• The Growing Significance of Environmental Issues in Trade
    2021-08-04 hit 905

    The Growing Significance of Environmental Issues in Trade: 

    - Changes and Implication in the Environmental Provisions of Trade Agreements 


    Research Institute: Institute for International Trade(IIT)

    Authors: Deputy Director Songi Seol, Manager Kyounghwa Kim, Kyu Sub Shin 

    The increasing concern surrounding climate change and ecological protection is stimulating the efforts to converge environmental issues and trade policies within the realm of multilateral and bilateral trade systems. A single state cannot stop environmental destruction; such actions, singular attempts instilled by one country, may conflict with the tenet of international trade rule: free trade. As the growing sense of environmental crisis is reaching an all-time high and as countries are introducing a wide array of environmental policies, implementing enforceable trade rules is a growing necessity. 


    The WTO sought ways to balance the multilateral trading system, sustainable development, and environmental protection since establishing the Committee on Trade and Environment (CTE) in 1994. The Doha Development Round in 2001 and the WTO Environmental Goods Agreement (EGA) are cases in point. Unfortunately, despite these efforts, the results have been limiting. However, members of the WTO remain committed to more tangible action for sustainable development and the environment, such as the newly launched the Trade and Environmental Sustainability Structured Discussions (TEESSD) and the recent 12th Ministerial Conference (MC12) to conclude the fisheries subsidies negotiation. Furthermore, GATT/WTO began to rule in support of stricter environmental policies and, in some disputes, justified trade restrictions for the sake of the environment.


    In bilateral trade agreements, the U.S. and the EU are at the forefront of implementing and expanding environmental policies. The U.S. has included environmental provisions in all of its FTAs ever since first introducing it in the North American Free Trade Agreement (NAFTA) back in 1994. The United States-Mexico-Canada Agreement (USMCA), which came into effect in 2020, boasts of the strongest, most comprehensive, and most advanced set of environmental obligations. The USMCA environment chapter: seeks to improve air quality; protects coastal and marine environments; promotes conservation and combats trafficking in wildlife, timber, and fish; and includes other newly emerging environmental issues. At the same time, it requires the Parties to effectively enforce their environmental laws. While the USMCA failed to have Paris Agreement commitments and other climate issues, it is predicted that the Biden administration will add provisions on climate change response in the chapter. 


    On the other hand, the EU had set aside a whole chapter, titled Trade and Sustainable Development, for labor and environmental issues. This decision reflects the idea that environment and labor play complementary roles in achieving sustainable development, the ultimate goal. The EU-Korea FTA, signed in 2011, was the first-ever EU FTA to include a chapter on sustainable development. The EU continued to implement the said chapter in all bilateral agreements while expanding sustainable development-related provisions in the agreement.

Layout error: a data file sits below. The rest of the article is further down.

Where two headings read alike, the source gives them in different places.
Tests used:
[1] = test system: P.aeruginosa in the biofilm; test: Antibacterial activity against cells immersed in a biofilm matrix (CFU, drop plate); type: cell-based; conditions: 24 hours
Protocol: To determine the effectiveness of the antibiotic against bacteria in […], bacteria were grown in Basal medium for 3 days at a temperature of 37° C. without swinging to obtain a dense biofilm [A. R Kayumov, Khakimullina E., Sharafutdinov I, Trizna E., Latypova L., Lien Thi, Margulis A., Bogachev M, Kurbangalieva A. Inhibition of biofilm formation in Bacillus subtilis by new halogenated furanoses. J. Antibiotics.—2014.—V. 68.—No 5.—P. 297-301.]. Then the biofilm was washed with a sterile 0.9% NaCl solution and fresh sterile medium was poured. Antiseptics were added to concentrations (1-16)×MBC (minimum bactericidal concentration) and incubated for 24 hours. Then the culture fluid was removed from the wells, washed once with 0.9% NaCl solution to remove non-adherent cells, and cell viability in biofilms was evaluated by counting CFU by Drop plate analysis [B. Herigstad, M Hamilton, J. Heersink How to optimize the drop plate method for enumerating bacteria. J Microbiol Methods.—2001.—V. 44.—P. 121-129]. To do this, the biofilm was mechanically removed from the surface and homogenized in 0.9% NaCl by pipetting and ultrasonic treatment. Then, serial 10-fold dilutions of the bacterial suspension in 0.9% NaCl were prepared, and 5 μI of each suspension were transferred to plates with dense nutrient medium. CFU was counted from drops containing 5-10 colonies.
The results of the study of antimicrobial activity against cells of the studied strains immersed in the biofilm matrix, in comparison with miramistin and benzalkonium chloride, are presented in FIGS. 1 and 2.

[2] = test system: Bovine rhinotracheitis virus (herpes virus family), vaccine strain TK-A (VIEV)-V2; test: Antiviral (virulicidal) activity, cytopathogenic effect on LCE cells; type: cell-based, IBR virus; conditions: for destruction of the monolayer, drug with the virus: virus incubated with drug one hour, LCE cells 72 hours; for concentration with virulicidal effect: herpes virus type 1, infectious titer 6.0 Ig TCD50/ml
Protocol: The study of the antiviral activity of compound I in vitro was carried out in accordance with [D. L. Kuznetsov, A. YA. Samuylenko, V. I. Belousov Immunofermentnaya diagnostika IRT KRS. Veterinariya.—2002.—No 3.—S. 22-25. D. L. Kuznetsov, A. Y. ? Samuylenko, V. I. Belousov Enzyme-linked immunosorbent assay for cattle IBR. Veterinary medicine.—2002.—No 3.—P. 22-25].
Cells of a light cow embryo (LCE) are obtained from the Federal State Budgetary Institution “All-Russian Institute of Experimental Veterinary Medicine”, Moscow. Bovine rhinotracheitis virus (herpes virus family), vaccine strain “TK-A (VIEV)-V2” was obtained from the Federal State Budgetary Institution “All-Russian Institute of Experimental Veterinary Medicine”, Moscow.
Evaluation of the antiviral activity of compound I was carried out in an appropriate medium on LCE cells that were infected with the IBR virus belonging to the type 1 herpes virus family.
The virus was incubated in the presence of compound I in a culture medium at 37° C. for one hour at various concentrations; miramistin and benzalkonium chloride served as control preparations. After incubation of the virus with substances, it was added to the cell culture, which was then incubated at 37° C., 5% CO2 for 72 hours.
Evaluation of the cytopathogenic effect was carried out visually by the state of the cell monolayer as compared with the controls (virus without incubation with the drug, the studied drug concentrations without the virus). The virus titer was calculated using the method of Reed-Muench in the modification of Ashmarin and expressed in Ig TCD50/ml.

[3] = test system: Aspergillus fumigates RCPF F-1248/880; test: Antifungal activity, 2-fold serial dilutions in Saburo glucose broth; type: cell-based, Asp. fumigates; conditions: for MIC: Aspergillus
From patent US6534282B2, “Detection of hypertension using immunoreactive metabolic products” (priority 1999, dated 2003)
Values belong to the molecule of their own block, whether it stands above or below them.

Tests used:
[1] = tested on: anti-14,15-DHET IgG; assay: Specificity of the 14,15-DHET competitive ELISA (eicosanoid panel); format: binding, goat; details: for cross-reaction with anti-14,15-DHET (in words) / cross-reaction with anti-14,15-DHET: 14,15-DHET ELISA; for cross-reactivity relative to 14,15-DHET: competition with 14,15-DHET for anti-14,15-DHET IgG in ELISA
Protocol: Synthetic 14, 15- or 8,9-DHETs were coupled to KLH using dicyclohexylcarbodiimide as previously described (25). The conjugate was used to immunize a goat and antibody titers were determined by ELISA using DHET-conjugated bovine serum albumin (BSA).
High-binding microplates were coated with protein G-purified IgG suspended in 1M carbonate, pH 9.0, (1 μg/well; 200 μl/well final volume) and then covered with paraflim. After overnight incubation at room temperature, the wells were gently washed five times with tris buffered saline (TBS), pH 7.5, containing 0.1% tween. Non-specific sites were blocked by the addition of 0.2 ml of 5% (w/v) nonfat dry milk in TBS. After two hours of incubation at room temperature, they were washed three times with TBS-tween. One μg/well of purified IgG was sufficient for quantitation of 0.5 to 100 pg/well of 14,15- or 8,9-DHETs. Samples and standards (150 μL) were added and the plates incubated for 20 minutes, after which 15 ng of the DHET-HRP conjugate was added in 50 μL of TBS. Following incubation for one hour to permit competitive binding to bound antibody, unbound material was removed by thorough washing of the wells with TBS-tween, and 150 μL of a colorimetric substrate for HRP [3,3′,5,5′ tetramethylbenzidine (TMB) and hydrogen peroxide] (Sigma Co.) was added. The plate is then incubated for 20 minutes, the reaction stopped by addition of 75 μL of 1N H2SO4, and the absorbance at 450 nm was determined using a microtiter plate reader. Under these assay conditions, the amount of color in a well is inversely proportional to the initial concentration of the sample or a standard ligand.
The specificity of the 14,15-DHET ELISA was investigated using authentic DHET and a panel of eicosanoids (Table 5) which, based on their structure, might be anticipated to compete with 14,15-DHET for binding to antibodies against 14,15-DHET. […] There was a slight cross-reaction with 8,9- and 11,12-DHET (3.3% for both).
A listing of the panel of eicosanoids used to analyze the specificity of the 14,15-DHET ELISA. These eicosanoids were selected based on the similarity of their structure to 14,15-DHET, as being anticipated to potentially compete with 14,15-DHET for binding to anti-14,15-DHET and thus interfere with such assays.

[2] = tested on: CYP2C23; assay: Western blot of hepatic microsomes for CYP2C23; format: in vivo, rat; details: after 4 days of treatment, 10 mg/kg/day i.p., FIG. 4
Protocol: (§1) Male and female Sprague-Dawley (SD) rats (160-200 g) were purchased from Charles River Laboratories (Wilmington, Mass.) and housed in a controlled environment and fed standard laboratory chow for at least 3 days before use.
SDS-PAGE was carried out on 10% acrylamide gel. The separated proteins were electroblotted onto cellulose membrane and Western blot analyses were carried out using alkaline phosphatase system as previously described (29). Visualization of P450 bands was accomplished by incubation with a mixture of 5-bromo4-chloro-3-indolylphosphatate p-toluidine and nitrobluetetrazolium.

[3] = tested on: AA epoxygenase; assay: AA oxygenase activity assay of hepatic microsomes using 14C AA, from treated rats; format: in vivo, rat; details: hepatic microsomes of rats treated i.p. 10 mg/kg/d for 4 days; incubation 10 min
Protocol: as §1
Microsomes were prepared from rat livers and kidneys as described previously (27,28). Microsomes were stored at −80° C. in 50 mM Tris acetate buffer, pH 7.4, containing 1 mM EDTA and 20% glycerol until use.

The E.U.’s sustainable development chapter does tackle a comprehensive list of environmental issues such as climate change. But, the chapter is not binding, nor is it subject to enforceable dispute settlement procedures. Currently, the European Parliament is pushing back on ratifying the EU-Mercosur trade agreement, citing a lack of concrete actions on Brazil’s part to enforce the environmental chapter. Some of the EU member countries argue that the sustainable development chapter must become more binding. 

    2021 is the first year nationally determined contributions (NDCs; submitted in 2020) will start to come into effect, and nations are announcing the policies to achieve their carbon neutrality goals. The EU recently unveiled the outline of the carbon border adjustment mechanism legislation, and the U.S., too, is showing signs of movement to linking climate change issues to trade policy. Rest of the members of the WTO are also engaging in active, multilateral discussions regarding environmental issues. 


    Environmental protection rules are taking center stage in trade policies, and therefore, Korea must take a stance and preemptively prepare for potential environment-related trade disputes. On a national level, it will be critical to become an active participant in the multilateral discussion about trade and environment and vocalize our position in developing environment-related trade rules as befitting of our industrial competitiveness and status as a middle power. Meanwhile, the private sector must analyze the impact and respond appropriately to the environment-trade policies of the major countries (such as the carbon border adjustment mechanism) while honing the business' sustainability edge.  

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